• God provided Gladys Lankford and Walter Hodges whose example, counsel, and generosity lifted our spirits.

Our family had enjoyed a continual flow of visitors who helped and encouraged us. When summer camp closed, we had time to breathe, and to go to The Spaghetti Factory, Ola Podrida and other fun places in the Dallas area.

In the fall we hired Ricky and Alice, a young couple who wanted to be in Christian ministry. Ricky’s dream was to become a pastor. They both were willing to do whatever needed to be done. Our daughter remembers that Ricky could ride a horse at full gallop, swing down from his saddle and pick up a cowboy hat on the ground.

Contributions, camper fees and Sky Ranch Board member-secured loans carried us through to the end of the year, and the Board was confident that year-end contributions would be good. But the economy in Dallas was sputtering: empty office and apartment space practically stopped commercial construction. People were uneasy. Year end contributions were poor. The Board reminded me that funding was their responsibility, and though they were stopping further camper/retreat cabin construction, I should continue to work on preparation for the coming summer. Contributions stopped, and further borrowing secured by Board of Director members was impossible as several worked in commercial real estate development. Soon Sky Ranch was unable to pay bills, and vendors required cash on delivery. All retreat income had to go toward essentials.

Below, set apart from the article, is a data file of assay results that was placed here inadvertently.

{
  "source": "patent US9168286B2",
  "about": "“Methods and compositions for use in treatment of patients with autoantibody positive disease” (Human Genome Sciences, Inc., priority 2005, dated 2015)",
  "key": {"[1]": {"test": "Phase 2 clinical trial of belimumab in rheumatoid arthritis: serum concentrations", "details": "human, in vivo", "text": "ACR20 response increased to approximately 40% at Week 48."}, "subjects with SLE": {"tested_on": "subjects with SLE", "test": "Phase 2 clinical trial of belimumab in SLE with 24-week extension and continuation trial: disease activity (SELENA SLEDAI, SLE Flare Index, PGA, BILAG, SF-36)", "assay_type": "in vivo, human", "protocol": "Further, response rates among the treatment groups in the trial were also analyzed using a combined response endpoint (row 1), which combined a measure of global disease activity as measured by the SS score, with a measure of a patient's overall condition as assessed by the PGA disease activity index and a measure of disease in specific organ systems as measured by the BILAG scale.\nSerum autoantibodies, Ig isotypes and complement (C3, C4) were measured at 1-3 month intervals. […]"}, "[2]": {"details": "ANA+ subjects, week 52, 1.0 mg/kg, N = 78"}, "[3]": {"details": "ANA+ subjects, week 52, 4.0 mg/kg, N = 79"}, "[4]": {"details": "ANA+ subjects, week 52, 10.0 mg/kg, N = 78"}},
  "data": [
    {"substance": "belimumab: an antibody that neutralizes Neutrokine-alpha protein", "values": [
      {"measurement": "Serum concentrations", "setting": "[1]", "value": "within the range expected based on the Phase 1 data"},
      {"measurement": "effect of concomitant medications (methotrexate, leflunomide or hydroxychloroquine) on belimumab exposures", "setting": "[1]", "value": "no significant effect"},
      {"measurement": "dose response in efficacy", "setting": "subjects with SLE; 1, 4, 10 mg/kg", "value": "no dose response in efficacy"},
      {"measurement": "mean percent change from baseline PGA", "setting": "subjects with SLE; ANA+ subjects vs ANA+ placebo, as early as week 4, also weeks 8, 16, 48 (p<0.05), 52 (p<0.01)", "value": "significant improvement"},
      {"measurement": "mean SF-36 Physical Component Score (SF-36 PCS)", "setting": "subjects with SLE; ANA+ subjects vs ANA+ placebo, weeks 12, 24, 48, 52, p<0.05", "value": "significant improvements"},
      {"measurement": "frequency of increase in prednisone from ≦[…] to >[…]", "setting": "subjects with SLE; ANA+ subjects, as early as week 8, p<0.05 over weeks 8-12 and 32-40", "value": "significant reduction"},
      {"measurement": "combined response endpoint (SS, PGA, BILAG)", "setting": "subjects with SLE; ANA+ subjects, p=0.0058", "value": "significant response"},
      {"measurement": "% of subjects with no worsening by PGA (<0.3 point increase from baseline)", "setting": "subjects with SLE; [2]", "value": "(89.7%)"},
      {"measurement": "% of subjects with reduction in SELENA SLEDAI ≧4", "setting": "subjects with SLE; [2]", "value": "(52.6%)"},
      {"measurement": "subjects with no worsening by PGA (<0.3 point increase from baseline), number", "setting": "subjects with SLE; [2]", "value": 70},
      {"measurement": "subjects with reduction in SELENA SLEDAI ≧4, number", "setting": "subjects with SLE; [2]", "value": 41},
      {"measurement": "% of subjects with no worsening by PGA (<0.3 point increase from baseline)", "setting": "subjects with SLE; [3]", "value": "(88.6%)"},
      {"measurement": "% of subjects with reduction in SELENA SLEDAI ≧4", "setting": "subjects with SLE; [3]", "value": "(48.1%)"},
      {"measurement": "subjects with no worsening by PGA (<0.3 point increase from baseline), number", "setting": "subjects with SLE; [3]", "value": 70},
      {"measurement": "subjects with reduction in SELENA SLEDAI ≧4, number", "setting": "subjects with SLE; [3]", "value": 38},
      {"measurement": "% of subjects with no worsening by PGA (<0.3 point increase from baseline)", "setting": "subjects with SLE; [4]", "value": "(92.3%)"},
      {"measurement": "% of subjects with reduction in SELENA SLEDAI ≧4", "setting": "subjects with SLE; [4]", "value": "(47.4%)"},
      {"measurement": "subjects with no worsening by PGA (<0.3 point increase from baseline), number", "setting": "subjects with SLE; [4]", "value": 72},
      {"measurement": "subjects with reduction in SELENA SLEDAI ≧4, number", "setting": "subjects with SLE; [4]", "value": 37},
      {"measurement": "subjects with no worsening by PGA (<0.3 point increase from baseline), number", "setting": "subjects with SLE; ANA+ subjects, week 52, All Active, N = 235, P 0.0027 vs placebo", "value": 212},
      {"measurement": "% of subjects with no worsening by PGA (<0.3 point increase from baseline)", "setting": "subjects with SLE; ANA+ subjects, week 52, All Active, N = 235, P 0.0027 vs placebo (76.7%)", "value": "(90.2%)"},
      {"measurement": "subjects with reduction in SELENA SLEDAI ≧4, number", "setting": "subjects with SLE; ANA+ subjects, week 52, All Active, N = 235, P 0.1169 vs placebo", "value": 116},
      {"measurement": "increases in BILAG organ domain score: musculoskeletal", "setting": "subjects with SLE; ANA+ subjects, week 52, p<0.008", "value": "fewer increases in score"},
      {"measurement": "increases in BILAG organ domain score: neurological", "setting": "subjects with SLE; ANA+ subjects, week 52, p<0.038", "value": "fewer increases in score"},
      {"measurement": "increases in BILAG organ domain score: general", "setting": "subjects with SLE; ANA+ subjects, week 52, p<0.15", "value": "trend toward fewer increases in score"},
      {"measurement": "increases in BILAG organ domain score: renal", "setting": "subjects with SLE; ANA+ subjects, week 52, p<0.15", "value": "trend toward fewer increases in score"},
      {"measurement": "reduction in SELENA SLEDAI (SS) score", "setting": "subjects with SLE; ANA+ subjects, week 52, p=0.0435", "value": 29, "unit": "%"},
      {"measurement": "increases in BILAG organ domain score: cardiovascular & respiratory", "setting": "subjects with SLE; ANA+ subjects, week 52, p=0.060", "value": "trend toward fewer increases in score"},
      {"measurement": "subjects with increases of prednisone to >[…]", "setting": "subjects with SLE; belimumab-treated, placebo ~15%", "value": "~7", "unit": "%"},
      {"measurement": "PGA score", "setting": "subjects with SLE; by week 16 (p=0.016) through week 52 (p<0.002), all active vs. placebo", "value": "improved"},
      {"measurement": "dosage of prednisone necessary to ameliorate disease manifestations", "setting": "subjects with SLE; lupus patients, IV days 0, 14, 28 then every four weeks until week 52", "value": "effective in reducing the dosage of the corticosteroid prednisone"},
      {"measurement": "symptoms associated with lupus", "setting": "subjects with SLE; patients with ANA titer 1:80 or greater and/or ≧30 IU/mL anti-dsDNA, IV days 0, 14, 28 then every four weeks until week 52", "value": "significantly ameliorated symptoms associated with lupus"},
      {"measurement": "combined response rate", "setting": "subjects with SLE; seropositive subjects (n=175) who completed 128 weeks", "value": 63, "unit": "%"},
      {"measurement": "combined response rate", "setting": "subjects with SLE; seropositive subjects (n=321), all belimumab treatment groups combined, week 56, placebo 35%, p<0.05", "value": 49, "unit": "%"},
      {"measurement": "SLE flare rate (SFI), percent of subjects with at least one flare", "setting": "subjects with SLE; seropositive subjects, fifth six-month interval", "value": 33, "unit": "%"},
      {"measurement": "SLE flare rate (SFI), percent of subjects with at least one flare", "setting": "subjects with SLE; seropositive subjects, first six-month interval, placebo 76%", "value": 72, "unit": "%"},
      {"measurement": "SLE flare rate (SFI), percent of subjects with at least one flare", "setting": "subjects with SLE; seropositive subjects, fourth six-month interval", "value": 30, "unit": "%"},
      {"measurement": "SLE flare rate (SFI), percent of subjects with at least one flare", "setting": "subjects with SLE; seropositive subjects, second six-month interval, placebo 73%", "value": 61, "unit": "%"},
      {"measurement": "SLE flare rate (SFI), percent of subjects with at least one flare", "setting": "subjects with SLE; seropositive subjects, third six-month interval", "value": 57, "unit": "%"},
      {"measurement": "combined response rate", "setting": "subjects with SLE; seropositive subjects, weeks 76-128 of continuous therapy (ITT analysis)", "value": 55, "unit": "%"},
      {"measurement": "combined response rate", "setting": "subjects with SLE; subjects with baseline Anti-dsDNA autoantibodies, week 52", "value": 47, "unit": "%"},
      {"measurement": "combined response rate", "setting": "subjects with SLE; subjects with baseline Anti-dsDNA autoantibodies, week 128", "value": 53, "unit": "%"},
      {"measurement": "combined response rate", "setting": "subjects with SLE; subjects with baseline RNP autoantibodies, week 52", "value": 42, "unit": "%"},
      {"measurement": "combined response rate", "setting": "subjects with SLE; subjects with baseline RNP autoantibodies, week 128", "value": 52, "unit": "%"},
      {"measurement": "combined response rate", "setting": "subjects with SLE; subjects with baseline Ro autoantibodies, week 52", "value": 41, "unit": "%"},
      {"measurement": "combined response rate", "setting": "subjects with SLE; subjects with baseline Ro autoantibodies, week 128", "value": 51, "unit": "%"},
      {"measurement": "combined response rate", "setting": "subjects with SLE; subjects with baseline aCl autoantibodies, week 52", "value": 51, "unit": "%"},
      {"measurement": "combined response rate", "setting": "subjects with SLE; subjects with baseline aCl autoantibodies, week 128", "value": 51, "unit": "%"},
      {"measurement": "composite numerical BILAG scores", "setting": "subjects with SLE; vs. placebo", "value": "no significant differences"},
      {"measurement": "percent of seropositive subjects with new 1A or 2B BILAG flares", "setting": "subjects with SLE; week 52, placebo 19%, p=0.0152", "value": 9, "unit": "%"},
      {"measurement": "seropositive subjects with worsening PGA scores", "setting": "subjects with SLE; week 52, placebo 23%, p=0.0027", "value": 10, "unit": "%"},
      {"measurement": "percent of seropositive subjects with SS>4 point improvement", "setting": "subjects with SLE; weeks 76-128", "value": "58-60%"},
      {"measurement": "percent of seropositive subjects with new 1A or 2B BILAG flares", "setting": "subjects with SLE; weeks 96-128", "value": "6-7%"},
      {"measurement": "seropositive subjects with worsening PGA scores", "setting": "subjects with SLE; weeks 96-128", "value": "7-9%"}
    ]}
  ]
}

After meeting with the Dallas office staff, Sally Jo and I met with the five ranch staff. I explained that I was no longer receiving a pay check, and asked them to tell me before the end of the day how much money each of them needed to keep going. I saw Ricky and Alice talking intensely. Then Ricky said “Chuck, since we live here at camp and can eat dining hall leftovers, if someone will let us use their washer and dryer, we do not need any money.”

As days moved into weeks, and still no paychecks, no financial relief, I often thought about the Israelite people: After 430 years, they were finally leaving Egypt. God had provided them Moses, and then the miracles of the plagues, ending with the Passover. God had led His people into the desert with a pillar of cloud by day and a pillar of fire at night. When they were caught between Pharaoh’s pursuing army and the Red Sea, they had seen God part the waters for them to pass, and then bring the water back to drown the army that was very close behind them. These people had experienced God’s care and provision, yet within three days after experiencing the parting of the sea, they were grumbling at Moses and God, for they had no water to drink. Did they really think God was unaware of this fact?